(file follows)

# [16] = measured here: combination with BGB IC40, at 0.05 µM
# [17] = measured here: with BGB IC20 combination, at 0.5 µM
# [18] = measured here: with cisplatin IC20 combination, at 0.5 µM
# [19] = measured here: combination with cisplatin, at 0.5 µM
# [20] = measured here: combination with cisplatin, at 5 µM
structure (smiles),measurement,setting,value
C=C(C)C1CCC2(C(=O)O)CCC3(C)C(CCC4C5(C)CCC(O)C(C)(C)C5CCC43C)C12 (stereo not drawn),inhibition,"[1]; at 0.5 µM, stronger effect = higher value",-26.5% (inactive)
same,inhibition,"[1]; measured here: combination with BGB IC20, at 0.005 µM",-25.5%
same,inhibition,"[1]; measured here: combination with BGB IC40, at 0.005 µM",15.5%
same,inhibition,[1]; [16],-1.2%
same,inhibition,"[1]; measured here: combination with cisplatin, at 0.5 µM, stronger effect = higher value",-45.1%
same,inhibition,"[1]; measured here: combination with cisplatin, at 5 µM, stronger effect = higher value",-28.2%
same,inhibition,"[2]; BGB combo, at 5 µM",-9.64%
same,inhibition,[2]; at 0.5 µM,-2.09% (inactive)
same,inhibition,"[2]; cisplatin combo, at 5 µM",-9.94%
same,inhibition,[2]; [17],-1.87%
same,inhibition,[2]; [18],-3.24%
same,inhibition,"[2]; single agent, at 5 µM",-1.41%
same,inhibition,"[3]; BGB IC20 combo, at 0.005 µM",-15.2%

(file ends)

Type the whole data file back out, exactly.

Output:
# [16] = measured here: combination with BGB IC40, at 0.05 µM
# [17] = measured here: with BGB IC20 combination, at 0.5 µM
# [18] = measured here: with cisplatin IC20 combination, at 0.5 µM
# [19] = measured here: combination with cisplatin, at 0.5 µM
# [20] = measured here: combination with cisplatin, at 5 µM
structure (smiles),measurement,setting,value
C=C(C)C1CCC2(C(=O)O)CCC3(C)C(CCC4C5(C)CCC(O)C(C)(C)C5CCC43C)C12 (stereo not drawn),inhibition,"[1]; at 0.5 µM, stronger effect = higher value",-26.5% (inactive)
same,inhibition,"[1]; measured here: combination with BGB IC20, at 0.005 µM",-25.5%
same,inhibition,"[1]; measured here: combination with BGB IC40, at 0.005 µM",15.5%
same,inhibition,[1]; [16],-1.2%
same,inhibition,"[1]; measured here: combination with cisplatin, at 0.5 µM, stronger effect = higher value",-45.1%
same,inhibition,"[1]; measured here: combination with cisplatin, at 5 µM, stronger effect = higher value",-28.2%
same,inhibition,"[2]; BGB combo, at 5 µM",-9.64%
same,inhibition,[2]; at 0.5 µM,-2.09% (inactive)
same,inhibition,"[2]; cisplatin combo, at 5 µM",-9.94%
same,inhibition,[2]; [17],-1.87%
same,inhibition,[2]; [18],-3.24%
same,inhibition,"[2]; single agent, at 5 µM",-1.41%
same,inhibition,"[3]; BGB IC20 combo, at 0.005 µM",-15.2%